Who Claims The Children For Tax Purposes After Divorce?

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When spouses have been filing a joint tax return for years, and they suddenly find themselves filing individually because of divorce, it is common for both spouses to be unsure who may claim the children as a dependent for federal and state tax purposes.

At the outset, everyone should understand that only one parent may claim a child as a dependent in any given tax year. If both parents claim the child, it will set off a red flag in the IRS office and both parents will get a letter from the IRS.

The tax code is actually very specific about who can qualify for the dependent tax exemption. To some people’s surprise, the deduction has nothing to do with income but rather time – custody time. The parent with whom the child spends at least half the year (the majority of the time) has the right to claim the child as a dependent.

What tax benefit flows from claiming a child as a dependent?

This is an excellent question, because under the recent Tax Cuts and Jobs Act, the dependency credit was eliminated for 2018 through 2025. However, state tax credits still flow from the dependency exemption.

In addition to the dependency exemption, the ability to claim the child has other tax benefits. First, the custodial parent can file as head of household, which increases the standard deduction. Second, the custodial parent can claim an earned income tax credit, worth between $3,526 for one child and $6,557 for three or more children. Third, the custodial parent can qualify for the child care tax credit, which can range from $600 to $2,100, based on number of children and income.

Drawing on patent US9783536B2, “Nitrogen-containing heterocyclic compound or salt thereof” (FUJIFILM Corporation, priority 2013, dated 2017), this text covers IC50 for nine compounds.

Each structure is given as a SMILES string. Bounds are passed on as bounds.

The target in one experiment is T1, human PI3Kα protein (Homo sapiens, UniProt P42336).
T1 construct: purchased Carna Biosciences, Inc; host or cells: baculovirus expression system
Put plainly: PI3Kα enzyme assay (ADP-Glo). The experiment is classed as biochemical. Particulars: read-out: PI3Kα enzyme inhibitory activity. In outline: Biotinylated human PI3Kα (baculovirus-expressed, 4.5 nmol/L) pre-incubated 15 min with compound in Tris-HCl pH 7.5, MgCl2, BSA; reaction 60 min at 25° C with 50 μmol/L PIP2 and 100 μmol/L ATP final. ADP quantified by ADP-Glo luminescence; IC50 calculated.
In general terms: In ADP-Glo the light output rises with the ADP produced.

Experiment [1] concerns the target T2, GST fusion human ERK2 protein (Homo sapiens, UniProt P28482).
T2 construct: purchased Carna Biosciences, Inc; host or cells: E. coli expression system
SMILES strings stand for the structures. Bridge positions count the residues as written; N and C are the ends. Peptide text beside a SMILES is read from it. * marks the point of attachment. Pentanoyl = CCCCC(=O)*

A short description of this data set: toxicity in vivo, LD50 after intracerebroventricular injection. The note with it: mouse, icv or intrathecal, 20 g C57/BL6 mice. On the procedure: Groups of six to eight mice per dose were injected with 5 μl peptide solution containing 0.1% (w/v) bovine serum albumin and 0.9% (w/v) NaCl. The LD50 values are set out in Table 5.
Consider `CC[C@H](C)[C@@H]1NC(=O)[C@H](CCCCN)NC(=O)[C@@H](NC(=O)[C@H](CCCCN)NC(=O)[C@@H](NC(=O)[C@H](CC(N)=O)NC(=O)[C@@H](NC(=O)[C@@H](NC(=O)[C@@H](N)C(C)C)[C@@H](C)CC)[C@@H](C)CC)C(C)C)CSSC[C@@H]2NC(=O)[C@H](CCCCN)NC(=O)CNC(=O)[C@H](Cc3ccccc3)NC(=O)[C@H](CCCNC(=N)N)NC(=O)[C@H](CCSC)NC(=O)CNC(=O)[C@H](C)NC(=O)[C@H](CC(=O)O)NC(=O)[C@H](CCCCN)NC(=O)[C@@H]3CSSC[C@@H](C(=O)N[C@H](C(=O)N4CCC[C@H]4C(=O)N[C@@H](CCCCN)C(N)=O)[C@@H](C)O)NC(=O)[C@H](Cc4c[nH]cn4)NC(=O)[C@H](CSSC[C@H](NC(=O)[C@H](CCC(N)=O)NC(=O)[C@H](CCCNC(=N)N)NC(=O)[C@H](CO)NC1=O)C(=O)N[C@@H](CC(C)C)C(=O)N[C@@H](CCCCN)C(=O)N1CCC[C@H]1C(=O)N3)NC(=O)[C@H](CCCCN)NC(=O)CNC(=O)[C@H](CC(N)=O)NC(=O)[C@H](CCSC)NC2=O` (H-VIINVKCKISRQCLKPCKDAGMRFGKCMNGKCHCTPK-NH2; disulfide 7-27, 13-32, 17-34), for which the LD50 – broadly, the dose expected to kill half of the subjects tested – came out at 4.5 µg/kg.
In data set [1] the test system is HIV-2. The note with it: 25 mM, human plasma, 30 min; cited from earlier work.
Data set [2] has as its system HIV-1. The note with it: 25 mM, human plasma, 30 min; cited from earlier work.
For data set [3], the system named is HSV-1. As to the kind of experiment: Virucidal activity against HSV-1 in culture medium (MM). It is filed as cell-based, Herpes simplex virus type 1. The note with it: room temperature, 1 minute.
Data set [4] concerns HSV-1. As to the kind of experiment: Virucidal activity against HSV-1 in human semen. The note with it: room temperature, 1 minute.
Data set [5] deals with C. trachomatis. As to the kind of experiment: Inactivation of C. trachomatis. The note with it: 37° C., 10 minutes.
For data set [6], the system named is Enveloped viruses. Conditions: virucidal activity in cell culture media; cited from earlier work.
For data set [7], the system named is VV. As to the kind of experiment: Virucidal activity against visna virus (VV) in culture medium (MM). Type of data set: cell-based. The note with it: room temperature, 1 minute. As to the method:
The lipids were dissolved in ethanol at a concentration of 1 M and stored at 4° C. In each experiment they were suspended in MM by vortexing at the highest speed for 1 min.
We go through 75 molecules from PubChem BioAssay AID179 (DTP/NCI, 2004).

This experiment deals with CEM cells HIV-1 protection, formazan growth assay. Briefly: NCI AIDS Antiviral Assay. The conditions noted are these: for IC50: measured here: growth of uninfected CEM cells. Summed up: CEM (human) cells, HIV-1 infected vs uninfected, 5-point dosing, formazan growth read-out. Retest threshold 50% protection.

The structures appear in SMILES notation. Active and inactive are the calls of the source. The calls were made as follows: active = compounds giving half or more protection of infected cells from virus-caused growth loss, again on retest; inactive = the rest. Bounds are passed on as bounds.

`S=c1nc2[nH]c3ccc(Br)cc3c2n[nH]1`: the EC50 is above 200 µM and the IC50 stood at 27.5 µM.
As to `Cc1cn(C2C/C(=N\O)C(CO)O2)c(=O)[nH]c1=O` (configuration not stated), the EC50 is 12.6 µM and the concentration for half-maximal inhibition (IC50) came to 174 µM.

While these benefits go the custodial parent only, the non-custodial parent has some tax breaks as well, including a tax credit of $2,000 per child under 17, and credits for payment toward a child’s college education up to $2,500.

Both custodial and non-custodial parents may deduct all medical expenses paid by them for the child.

With these tips in mind, it should be easier for divorced parents to plan out their tax advantages related to their children.

If you have questions about child dependent exemptions and divorce, contact us – we can help.

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